Wednesday, October 23, 2013

1-Bit Matrix Completion - implementation -

Here is a newer version of a paper with an attendant implementation: 1-Bit Matrix Completion by Mark Davenport, Yaniv Plan, Ewout van den Berg, Mary Wootters
In this paper we develop a theory of matrix completion for the extreme case of noisy 1-bit observations. Instead of observing a subset of the real-valued entries of a matrix M, we obtain a small number of binary (1-bit) measurements generated according to a probability distribution determined by the real-valued entries of M. The central question we ask is whether or not it is possible to obtain an accurate estimate of M from this data. In general this would seem impossible, but we show that the maximum likelihood estimate under a suitable constraint returns an accurate estimate of M when ||M||_{\infty} <= \alpha, and rank(M) <= r. If the log-likelihood is a concave function (e.g., the logistic or probit observation models), then we can obtain this maximum likelihood estimate by optimizing a convex program. In addition, we also show that if instead of recovering M we simply wish to obtain an estimate of the distribution generating the 1-bit measurements, then we can eliminate the requirement that ||M||_{\infty} <= \alpha. For both cases, we provide lower bounds showing that these estimates are near-optimal. We conclude with a suite of experiments that both verify the implications of our theorems as well as illustrate some of the practical applications of 1-bit matrix completion. In particular, we compare our program to standard matrix completion methods on movie rating data in which users submit ratings from 1 to 5. In order to use our program, we quantize this data to a single bit, but we allow the standard matrix completion program to have access to the original ratings (from 1 to 5). Surprisingly, the approach based on binary data performs significantly better.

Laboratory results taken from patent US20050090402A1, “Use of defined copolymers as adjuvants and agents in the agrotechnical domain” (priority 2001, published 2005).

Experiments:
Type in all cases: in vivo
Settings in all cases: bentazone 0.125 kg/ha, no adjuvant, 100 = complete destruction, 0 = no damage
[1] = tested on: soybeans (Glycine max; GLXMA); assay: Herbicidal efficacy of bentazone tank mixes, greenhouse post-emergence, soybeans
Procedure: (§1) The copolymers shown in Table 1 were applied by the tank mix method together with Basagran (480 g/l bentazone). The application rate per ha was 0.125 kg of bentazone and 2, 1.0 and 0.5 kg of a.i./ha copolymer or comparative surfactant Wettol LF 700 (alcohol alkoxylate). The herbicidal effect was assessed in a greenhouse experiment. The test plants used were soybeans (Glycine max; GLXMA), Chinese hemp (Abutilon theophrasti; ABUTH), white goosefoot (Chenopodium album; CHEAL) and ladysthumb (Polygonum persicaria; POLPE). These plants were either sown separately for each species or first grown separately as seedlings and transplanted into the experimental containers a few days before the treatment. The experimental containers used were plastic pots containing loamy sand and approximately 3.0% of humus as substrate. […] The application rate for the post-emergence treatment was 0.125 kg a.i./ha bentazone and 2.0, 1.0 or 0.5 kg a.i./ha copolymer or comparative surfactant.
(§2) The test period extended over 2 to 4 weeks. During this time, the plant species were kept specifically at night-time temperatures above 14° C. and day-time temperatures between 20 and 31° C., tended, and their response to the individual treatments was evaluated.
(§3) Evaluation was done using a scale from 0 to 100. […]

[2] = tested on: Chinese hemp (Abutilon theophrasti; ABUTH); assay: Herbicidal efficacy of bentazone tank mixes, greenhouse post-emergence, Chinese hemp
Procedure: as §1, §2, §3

Of note in the conclusion
However, matrix completion from noiseless binary measurements is extremely ill-posed, even if one collects a binary measurement from all of the matrix entries. Fortunately, when there are some stochastic variations (noise) in the problem, matrix reconstruction becomes well-posed.

The toolbox can be downloaded from Mark's code page.

Join the CompressiveSensing subreddit or the Google+ Community and post there !
Liked this entry ? subscribe to Nuit Blanche's feed, there's more where that came from. You can also subscribe to Nuit Blanche by Email, explore the Big Picture in Compressive Sensing or the Matrix Factorization Jungle and join the conversations on compressive sensing, advanced matrix factorization and calibration issues on Linkedin.

No comments: